What is Right of Redemption? Florida Foreclosure Laws

The Right of Redemption allows you to purchase your home back after a foreclosure by paying off the mortgage debt or the person or company who bought the home at auction. Though this isn’t always possible depending on where you live. Find out more about Right of Redemption in Florida!

Right of Redemption in Florida

When you stop making mortgage payments and fall behind several months, the bank may go ahead and begin the process of foreclosure against you and your property. The bank will begin foreclosure to be able to sell the home and use the profits to repay the amount you owed and any other associated fees and costs. If there is a difference left after using the profits to pay off the debts you will still be responsible for the leftover amount. After losing your home at a foreclosure auction to a new owner or company many people don’t know you may be able to get that property back! If your state permits it foreclosed homeowners are able to redeem their home in what is known as the redemption period. Read on to see how right of redemption in Florida works.

How it Works

All states allow you the borrower to redeem the home before the sale, only select states allow you to redeem your home after the sale. This a “statutory” right as the amount of time available to redeem the home falls solely from state statutes.

Statutory rights of redemption allow the foreclosed homeowner a period a time after their home has been sold to reclaim the property by paying the foreclosure sale price or the full amount owed to the bank plus any other fees and charges. This is beneficial to the borrower as it gives them more allocated time to obtain the necessary funds to reclaim the home. In some states they even allow you to continue to live in the home during this redemption period.

This is to help ensure the price is fair as a higher price closer to the market will help ensure that the borrower won’t be able to redeem the property back. But many times, it actually results in a lower price as the new buyer must wait until the statutory rights have ended before officially owning the property, reducing the amount they are willing to pay.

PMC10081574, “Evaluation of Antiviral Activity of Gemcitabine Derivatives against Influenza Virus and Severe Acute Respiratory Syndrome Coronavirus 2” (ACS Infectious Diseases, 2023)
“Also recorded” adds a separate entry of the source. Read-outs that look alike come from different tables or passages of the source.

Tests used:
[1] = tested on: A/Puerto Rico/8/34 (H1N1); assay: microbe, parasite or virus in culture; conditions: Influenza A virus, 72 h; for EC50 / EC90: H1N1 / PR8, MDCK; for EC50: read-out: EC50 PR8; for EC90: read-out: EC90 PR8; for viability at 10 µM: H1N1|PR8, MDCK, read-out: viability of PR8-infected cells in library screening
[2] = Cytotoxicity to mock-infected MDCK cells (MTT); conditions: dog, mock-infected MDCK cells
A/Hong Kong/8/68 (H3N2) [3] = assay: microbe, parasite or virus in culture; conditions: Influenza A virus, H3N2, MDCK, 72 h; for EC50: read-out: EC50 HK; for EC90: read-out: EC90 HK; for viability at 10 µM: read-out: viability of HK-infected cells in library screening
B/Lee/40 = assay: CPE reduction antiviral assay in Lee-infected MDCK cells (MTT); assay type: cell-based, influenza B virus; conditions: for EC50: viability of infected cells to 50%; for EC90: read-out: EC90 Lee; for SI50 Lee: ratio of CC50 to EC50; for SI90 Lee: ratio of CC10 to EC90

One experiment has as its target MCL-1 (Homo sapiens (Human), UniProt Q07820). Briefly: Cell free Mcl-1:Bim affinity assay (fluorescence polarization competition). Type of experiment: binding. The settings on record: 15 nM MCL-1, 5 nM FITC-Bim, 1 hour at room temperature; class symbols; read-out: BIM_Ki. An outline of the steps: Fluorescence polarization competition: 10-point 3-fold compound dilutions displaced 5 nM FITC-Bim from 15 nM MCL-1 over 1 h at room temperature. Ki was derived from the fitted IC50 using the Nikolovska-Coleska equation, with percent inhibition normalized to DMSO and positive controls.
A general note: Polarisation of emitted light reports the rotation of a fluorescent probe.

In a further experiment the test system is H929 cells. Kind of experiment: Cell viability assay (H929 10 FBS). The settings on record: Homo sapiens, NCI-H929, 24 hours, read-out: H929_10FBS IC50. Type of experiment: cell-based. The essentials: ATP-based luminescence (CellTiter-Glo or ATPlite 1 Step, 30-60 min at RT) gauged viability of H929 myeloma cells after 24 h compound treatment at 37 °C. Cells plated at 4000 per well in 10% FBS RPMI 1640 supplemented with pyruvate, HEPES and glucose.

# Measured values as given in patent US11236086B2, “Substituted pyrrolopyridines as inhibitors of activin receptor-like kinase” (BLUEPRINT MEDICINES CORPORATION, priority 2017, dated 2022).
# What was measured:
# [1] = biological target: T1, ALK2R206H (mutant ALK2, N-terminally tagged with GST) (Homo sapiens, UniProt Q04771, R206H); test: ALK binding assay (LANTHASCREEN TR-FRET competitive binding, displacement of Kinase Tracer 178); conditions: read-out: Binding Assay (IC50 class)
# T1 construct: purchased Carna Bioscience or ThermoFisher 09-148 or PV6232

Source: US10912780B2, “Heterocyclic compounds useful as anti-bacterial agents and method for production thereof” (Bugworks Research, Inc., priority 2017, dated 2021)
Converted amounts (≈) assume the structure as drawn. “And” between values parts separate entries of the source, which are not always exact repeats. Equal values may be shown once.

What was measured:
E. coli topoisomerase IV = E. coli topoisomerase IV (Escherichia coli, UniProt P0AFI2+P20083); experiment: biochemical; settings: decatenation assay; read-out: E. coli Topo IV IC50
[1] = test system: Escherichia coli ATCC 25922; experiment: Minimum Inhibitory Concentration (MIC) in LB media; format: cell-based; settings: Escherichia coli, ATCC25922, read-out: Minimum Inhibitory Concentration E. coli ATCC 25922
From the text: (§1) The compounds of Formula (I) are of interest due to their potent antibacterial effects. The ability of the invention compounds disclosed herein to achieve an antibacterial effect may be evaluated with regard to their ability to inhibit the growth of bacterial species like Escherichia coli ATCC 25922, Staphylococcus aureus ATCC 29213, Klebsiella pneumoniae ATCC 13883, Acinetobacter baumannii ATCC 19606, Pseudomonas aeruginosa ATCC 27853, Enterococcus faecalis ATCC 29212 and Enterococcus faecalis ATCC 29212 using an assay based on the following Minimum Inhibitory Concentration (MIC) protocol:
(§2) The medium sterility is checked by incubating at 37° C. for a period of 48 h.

Differences Between the States

The time varies from state to state on how long the borrower has to redeem their home. Not all states provide a redemption period but generally, when available it varies from thirty days to a year.

Factors that affect the time length include:

  • If the foreclosure is judicial or nonjudicial the redemption period and time may vary.
  • The time period to redeem can be shortened if certain conditions are met.
  • If your loan documents waive the borrowers right to redemption the borrower won't be able to redeem their property.
  • If the lender tries for a deficiency judgment this can cause the redemption rights harder to obtain.
  • Certain loans used to purchase the property can receive greater protection compared to other mortgage loans.

If you are unsure of your state right of redemption laws, you can check your state's laws here. Alternatively, you can always reach out to a foreclosure attorney who can help inform you of the laws in your area.

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How Much Does it Cost?

To redeem a property, back the borrower usually has to pay the amount that new buyer paid for at the foreclosure sale or the total amount owed on the loan. The foreclosed homeowner will also be responsible for any extra expenses, interests and associated fees.

How to Redeem Your Home

Usually, to redeem a property the foreclosed homeowner must give a written notice of redemption either to the party who purchased the home at auction or the party/court who held the foreclosure sale. Then the homeowner much pay the redemption amount talked about above to the correct party.

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Learn Your Options. Preserve Your Credit.

Going through foreclosure is tough and generally, if a homeowner is facing foreclosure the possibility of redeeming their home is slim. In Florida, the right to redemption is not readily available. The borrower can repay all fees before the signing to the new owner, but generally, this is done within a day of the property being sold at auction. Instead of hoping to redeem your home after the sale takes precautions beforehand to avoid or even stop foreclosure. Things such as loan modifications, short sales, or even bankruptcy could be good alternatives to foreclosure.

It is important to reach out and apply for help before the foreclosure sale. Learning your options early and getting ready will help you have the best chance of keeping your home. 407Foreclosure Help has been helping families learn their options and preserve their credit for over 10 years. Contact us today and get professional foreclosure help in Orlando.


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